The loss of my baby, were we cursed?
I tried not to believe that we were cursed-I believed we were gaining an angel!
"Jeffrey do you see what we got for you?"
I wrote the poem below in honor of my first born child, Jeffrey Oliver, who was a full-term stillborn. (Full-term stillborn means that the baby was healthy and growing for nine months in the womb but was born dead or died right after birth). I still remember the agony I felt when they told me there was no heartbeat. I still remember packing up the crib, the clothes and the bottles as tears flowed down my cheeks. I would hold each item near my heart and whisper “Jeffrey do you see what we got for you?”
The Blessing of a Baby
Brightness filled her days as her belly swelled, preparing for the coming event.
The crib, the rattles, the clothes and bottles, oh how much money she’d spent.
The family all cheered as the moment drew near, their patience was nearly gone.
When would the child come out of the womb and finally become daughter or son?
The final visit with doctor and nurse to verify that all would go well.
A picture of baby floating in tight quarters waiting for nature’s bell.
But the information they find must be wrong; how could it be otherwise?
The child, they say, has passed away, their spirit has flown to the skies.
What was the reason?
I do not know if my family has been cursed; I have always believed it was because we needed angels to watch over us for some reason. I know that each of the daughters in our family (including my grandmother's grandmother's mother) have all lost babies and the majority of them have lost their first baby. I hope, with all of the technology now at hand, that no other of our family will suffer such a fate. I do know that my own daughter was next in line to have a baby and we were so worried that she might lose the child as all had done before her; but she had a beautiful baby girl who is now a teenager. We did it!
Floated in my consciousness like fish in water
More to the story
When I was little, my mother used to tell me that she had lost a baby full-term stillborn. I did not understand what she meant. But every year we went to a cemetery and visited a grave with initials carved into a rough hewn stone. Then when I became ‘old enough to understand’ , I was told that my grandmother and my mother’s sister had all lost their first babies. Again, the information just floated on the surface of my consciousness, like the fish in the water, until that fateful day when I lost my beautiful baby boy with thick dark hair and a beautiful angelic face. Then I understood all too well what she had been saying.
I would not be able to visit the grave of my little boy because my husband at the time was in the military and we were stationed a long distance from my home town. There is no stone to visit. No place to put flowers and tell him how much I love him. No place, that is, except in my heart.
Do I believe in curses? No, but I do believe that things happen for a reason. Whether it was a curse or something else, I guess we will never know. But I have found my peace and I hope everyone has a chance to find theirs.
Losing a child, no matter whether you are the mother, father, grandparent, aunt, uncle, or even friend or neighbor, is hard to deal with. However, being a mother who has lost a child, I am somewhat biased on how I feel. I think a mother, who builds a special bond with her baby while still carrying her precious cargo in her belly, has the hardest time getting over the loss. As I said, I am a bit biased. But I believe I have that right.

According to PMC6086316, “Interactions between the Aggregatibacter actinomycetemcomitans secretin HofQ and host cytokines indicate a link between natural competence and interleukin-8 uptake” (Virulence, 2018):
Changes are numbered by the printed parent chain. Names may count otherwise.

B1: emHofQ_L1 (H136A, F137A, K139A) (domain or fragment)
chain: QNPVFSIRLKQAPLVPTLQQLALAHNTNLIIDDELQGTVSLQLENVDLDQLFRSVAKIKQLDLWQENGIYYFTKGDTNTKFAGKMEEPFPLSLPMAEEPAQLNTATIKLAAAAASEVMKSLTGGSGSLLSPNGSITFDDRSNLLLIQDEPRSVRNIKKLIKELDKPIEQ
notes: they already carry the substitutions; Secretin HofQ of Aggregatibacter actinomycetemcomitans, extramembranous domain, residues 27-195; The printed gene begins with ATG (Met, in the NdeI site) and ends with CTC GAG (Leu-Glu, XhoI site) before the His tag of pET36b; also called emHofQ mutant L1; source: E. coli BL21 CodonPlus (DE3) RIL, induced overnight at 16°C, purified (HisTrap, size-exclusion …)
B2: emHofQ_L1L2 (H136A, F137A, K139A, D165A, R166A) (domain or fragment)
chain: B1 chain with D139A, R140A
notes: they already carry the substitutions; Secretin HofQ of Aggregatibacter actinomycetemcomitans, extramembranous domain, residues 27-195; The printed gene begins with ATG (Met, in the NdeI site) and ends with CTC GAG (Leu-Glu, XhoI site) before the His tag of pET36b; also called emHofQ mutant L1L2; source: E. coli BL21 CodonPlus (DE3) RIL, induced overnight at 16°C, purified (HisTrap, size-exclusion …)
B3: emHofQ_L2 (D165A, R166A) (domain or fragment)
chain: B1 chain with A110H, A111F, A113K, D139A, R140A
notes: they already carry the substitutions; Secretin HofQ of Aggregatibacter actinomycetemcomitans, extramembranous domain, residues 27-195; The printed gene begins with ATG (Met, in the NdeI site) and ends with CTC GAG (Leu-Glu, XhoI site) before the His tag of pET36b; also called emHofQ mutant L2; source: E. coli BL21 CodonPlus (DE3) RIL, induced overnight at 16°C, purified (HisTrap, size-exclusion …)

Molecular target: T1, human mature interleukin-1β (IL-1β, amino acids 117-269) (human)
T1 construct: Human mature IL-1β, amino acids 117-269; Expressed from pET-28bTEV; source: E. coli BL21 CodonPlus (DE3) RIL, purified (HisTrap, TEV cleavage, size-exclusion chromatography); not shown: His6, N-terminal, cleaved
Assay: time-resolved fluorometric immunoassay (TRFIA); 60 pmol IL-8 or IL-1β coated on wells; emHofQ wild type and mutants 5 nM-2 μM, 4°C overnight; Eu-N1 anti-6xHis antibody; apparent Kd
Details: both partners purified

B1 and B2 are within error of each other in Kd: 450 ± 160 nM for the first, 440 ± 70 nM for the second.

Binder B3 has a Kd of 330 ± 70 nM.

I wonder why our family was chosen to suffer so many child deaths. Were we cursed? Were all of our daughters to suffer the same fate? But then, I try to console myself with the belief that they may have been needed elsewhere. Is that true? I don’t know, but it has helped me to cope with the burden of losing so many babies in our family, and especially with losing mine. We all must continue on and do our very best to follow what our hearts tell us must be done.
I sit sometimes, watching the snow fall, or seeing the Christmas Lights flash or a toy train racing in circles and feel a tear escape and slide down my cheek for the baby boy I never got to hold and tell I loved. But, I love him just the same and I know my family loves all of the ones who have died throughout the generations. And then I remember that I have children, and grandchildren. I can hold them and love them. I have not lost a child, I have gained love for he is in my heart.
Sometimes a distraction can also help you see the beauty and wonder of this world.
Talking about it helps
Sometimes, talking about the loss is the best thing you can do. If you are suffering from the loss of a child (or any loved one), whether that child was a baby in the womb, a child grown to adulthood, or anywhere in-between, the best thing for you to do is to talk to someone who will be kind and understanding and who will allow you to vent. You need to vent the anger and hurt that you suffer. It may be the only way you can get through it. Talk to friends, family, spouses, even support groups for people who have suffered the same thing. TALK, TALK, TALK, it is your best hope. And remember, you are not alone!
Perhaps we have finally broken the curse. Perhaps we have not. Perhaps there never was a curse in the first place. But I will always have hope for the future generations and love for all the babies in this world whether they are alive and blossoming or have passed on to bigger and better things.
© 2012 Cheryl Simonds